Occasionally childhood memories come to mind and make you wallow in nostalgia. For me as a primary school student in the 1970s, the most desirable weekly magazine was YPS with gimmick. This children’s magazine differed from all the others at the time in that each time a more worthless than valuable toy – the gimmick – was included.
This had to be assembled first, if it was anything made of plastic. Sometimes it was a powder or simply a plastic sheet, which were then imaginatively advertised as “primeval crabs” or “adventure tents”. Often they were scientific gimmicks, like a hygrometer – a moisture meter, which failed with me because I couldn’t find a hair long enough, and which would contract or expand with changes in humidity and would control it that way – or because other parts were missing, like the zeppelin, to which I had no helium. Or simply that the parents didn’t play along, like with the square eggs.
While the gimmicks were usually quickly broken again, the comics still remained in the booklet. And they were of different quality. There were some original comics that only appeared in the Yps, like Yinnie+Yan, a TV crew that had their wild adventures. Or Yps, which was also the name of a striped kangaroo.
Other comics came from the Franco-Belgian comic space, which had been translated into German and included everything from Robin Ausdemwald, Pif, Gespenster Gmbh, Davy Crockett and Captain York von Trappern, science fiction and funny comics.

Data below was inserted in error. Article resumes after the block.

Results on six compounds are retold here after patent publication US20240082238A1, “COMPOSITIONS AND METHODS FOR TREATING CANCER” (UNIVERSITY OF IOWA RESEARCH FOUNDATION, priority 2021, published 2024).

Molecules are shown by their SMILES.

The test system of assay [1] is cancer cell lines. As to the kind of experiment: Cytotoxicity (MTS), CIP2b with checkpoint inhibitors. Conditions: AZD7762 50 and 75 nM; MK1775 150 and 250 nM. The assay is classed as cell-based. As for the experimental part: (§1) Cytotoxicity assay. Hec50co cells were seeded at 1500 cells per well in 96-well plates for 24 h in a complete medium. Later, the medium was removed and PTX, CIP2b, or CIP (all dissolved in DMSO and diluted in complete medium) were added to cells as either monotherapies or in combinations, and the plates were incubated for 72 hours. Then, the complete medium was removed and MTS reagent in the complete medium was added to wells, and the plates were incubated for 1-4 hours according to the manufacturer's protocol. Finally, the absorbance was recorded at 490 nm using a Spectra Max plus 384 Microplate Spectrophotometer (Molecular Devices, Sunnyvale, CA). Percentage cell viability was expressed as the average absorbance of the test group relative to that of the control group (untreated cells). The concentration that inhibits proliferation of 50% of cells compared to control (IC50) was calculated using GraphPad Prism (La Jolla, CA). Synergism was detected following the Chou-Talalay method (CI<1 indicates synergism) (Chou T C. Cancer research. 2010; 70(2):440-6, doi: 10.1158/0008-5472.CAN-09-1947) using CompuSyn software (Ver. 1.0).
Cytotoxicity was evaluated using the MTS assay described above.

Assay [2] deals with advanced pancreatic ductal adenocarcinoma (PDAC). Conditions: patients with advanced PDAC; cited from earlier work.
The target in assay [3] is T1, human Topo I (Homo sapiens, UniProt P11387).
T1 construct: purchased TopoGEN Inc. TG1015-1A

The original magazine was published between 1975 and 2000, and a new edition was published between 2012 and 12017, but it was aimed less at children than at children from 1975 onwards, who had now become adults. It is therefore not surprising that this magazine, which appears six times a year, was primarily nostalgic reminiscences of TV series, video games, cars and other gadgets from that time. Also the reader’s corner with pictures gimmicks in use and readers in front of their Yps booklet were not to be missed. This was already a fixed point in the original series.
Unfortunately, the new edition did not bring the success that the publisher recovered from, and so Yps 2017 was discontinued with the 1282 edition and the Boombox as a gimmick. With me, the issues I was able to get hold of live on the bookshelf, in the original wrapping.
Today, Yps would be nothing special on the children’s magazine market. Now everyone always has gimmicks enclosed. Conversely, it is even unusual for a children’s magazine not to include toys or cardboard boxes. Toy manufacturers like Playmobil or Lego even publish their own magazines, and partnerships with comics, video games or film studios that include characters from these brands are common.
For us kids in the 1970s, however, Yps was the first and only magazine that Gimmick had included. No matter if they worked or if the comics were good, we loved the magazine and couldn’t wait for the new release date.